My first suspicion of being wrong came on my ninth birthday when my mother, wanting to make a silk purse out of a sow’s ear, bought me a pair of panty hose.  I suppose she expected me to be sophisticated enough to know what they were for, and she supposed incorrectly.  I knew what hose were, but I had never seen them attached to anything other than a bank robber’s head in movies or TV shows.  The darned things, of course, did not have instructions. 

Since English is not my vernacular, I had to work my way through the compound word and figured hose obviously did not mean the thing used in other people’s houses to water the lawn (our lawn was watered by that nifty and sometimes unpredictable thing called “rain”) so it must be what Errol Flynn was wearing in Robin Hood.   The panty part, of course, was self-explanatory.   As part of the silk-purse-out-of-sow’s-ear deal, my mother had also provided me with a dress which, in hindsight, I was right to detest.  I look at the pictures now and I wonder why, of all the colors in this world, she would pick green for me…but that’s beside the point.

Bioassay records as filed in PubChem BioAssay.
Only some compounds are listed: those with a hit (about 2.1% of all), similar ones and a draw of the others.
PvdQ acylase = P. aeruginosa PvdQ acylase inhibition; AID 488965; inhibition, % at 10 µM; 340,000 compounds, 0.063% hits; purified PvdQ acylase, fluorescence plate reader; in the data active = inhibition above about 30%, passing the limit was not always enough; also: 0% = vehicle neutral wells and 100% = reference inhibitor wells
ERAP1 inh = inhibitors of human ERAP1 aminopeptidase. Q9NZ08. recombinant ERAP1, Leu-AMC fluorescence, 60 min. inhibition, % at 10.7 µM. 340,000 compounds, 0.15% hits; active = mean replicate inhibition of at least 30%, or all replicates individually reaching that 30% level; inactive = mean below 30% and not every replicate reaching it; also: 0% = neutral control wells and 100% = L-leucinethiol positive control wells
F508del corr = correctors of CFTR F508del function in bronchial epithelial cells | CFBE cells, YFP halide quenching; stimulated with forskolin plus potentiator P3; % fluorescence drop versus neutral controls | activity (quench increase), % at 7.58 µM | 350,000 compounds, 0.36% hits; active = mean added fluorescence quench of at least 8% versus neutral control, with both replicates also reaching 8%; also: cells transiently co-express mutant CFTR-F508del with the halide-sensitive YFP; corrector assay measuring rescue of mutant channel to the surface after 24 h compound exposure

I had never been more uncomfortable in my life, and I had hung by suspender-straps from trees while someone came to the rescue with a ladder.  I had bounced my way down a long flight of stairs while sitting in a metal tub.  I had slept on the floor of the marble-tiled balcony just to prove that I would’ve made a good pioneer.  The pantyhose were torture…the dress was salt on the wound.    People felt compelled to point out how nice I looked…people were lying.  I looked like a monkey wearing a tutu.

Leave it, of course, to my older sister (oh, so sophisticated she) to be the one who pointed out that I’d taken the whole pantyhose thing a little too literally.  As I leapt and bounced towards the table where my birthday cake sat, waiting for me to blow candles and be publicly recognized as the honoree, my sister (soon to be sixteen) announced to all who were there “what made you think you didn’t need to wear panties with pantyhose????” followed by a ha ha ha ha ha that I heard throughout the rest of my childhood and all of my adolescence.